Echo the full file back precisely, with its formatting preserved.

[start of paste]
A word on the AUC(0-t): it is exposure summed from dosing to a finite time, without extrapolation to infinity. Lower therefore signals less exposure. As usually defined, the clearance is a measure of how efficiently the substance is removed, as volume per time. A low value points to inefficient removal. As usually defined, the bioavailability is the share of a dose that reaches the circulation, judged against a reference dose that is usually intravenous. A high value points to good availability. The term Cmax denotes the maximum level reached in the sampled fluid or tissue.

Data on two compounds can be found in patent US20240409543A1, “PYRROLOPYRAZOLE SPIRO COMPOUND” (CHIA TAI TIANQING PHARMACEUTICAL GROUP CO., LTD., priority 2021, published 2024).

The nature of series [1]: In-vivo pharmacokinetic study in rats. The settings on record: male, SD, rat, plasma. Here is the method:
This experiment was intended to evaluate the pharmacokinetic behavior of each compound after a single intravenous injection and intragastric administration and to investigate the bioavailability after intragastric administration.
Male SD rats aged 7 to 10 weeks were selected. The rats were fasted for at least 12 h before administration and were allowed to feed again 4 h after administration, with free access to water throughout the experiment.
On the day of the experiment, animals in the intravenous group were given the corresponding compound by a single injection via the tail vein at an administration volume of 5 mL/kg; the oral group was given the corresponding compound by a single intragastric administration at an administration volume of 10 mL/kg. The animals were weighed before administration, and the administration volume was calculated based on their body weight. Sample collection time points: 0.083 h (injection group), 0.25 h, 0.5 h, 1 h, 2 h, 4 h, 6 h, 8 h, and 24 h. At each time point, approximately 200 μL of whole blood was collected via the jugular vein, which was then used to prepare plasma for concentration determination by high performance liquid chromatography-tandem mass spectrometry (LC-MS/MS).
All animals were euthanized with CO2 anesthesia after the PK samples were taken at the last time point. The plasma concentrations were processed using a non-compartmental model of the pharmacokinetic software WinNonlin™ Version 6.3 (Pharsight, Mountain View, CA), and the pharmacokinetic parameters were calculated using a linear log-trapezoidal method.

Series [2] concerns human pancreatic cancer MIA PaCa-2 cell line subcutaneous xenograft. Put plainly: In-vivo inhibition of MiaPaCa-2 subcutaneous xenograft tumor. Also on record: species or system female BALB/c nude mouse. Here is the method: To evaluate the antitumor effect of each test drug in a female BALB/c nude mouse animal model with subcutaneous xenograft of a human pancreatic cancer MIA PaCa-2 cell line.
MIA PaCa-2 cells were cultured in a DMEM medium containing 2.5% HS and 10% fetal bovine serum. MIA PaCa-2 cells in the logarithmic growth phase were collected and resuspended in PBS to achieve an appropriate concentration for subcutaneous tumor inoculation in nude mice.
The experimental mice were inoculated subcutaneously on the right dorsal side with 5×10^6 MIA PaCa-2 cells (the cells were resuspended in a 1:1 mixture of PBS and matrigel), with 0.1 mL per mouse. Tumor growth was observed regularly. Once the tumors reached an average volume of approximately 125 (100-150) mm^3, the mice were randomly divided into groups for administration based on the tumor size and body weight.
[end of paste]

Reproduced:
A word on the AUC(0-t): it is exposure summed from dosing to a finite time, without extrapolation to infinity. Lower therefore signals less exposure. As usually defined, the clearance is a measure of how efficiently the substance is removed, as volume per time. A low value points to inefficient removal. As usually defined, the bioavailability is the share of a dose that reaches the circulation, judged against a reference dose that is usually intravenous. A high value points to good availability. The term Cmax denotes the maximum level reached in the sampled fluid or tissue.

Data on two compounds can be found in patent US20240409543A1, “PYRROLOPYRAZOLE SPIRO COMPOUND” (CHIA TAI TIANQING PHARMACEUTICAL GROUP CO., LTD., priority 2021, published 2024).

The nature of series [1]: In-vivo pharmacokinetic study in rats. The settings on record: male, SD, rat, plasma. Here is the method:
This experiment was intended to evaluate the pharmacokinetic behavior of each compound after a single intravenous injection and intragastric administration and to investigate the bioavailability after intragastric administration.
Male SD rats aged 7 to 10 weeks were selected. The rats were fasted for at least 12 h before administration and were allowed to feed again 4 h after administration, with free access to water throughout the experiment.
On the day of the experiment, animals in the intravenous group were given the corresponding compound by a single injection via the tail vein at an administration volume of 5 mL/kg; the oral group was given the corresponding compound by a single intragastric administration at an administration volume of 10 mL/kg. The animals were weighed before administration, and the administration volume was calculated based on their body weight. Sample collection time points: 0.083 h (injection group), 0.25 h, 0.5 h, 1 h, 2 h, 4 h, 6 h, 8 h, and 24 h. At each time point, approximately 200 μL of whole blood was collected via the jugular vein, which was then used to prepare plasma for concentration determination by high performance liquid chromatography-tandem mass spectrometry (LC-MS/MS).
All animals were euthanized with CO2 anesthesia after the PK samples were taken at the last time point. The plasma concentrations were processed using a non-compartmental model of the pharmacokinetic software WinNonlin™ Version 6.3 (Pharsight, Mountain View, CA), and the pharmacokinetic parameters were calculated using a linear log-trapezoidal method.

Series [2] concerns human pancreatic cancer MIA PaCa-2 cell line subcutaneous xenograft. Put plainly: In-vivo inhibition of MiaPaCa-2 subcutaneous xenograft tumor. Also on record: species or system female BALB/c nude mouse. Here is the method: To evaluate the antitumor effect of each test drug in a female BALB/c nude mouse animal model with subcutaneous xenograft of a human pancreatic cancer MIA PaCa-2 cell line.
MIA PaCa-2 cells were cultured in a DMEM medium containing 2.5% HS and 10% fetal bovine serum. MIA PaCa-2 cells in the logarithmic growth phase were collected and resuspended in PBS to achieve an appropriate concentration for subcutaneous tumor inoculation in nude mice.
The experimental mice were inoculated subcutaneously on the right dorsal side with 5×10^6 MIA PaCa-2 cells (the cells were resuspended in a 1:1 mixture of PBS and matrigel), with 0.1 mL per mouse. Tumor growth was observed regularly. Once the tumors reached an average volume of approximately 125 (100-150) mm^3, the mice were randomly divided into groups for administration based on the tumor size and body weight.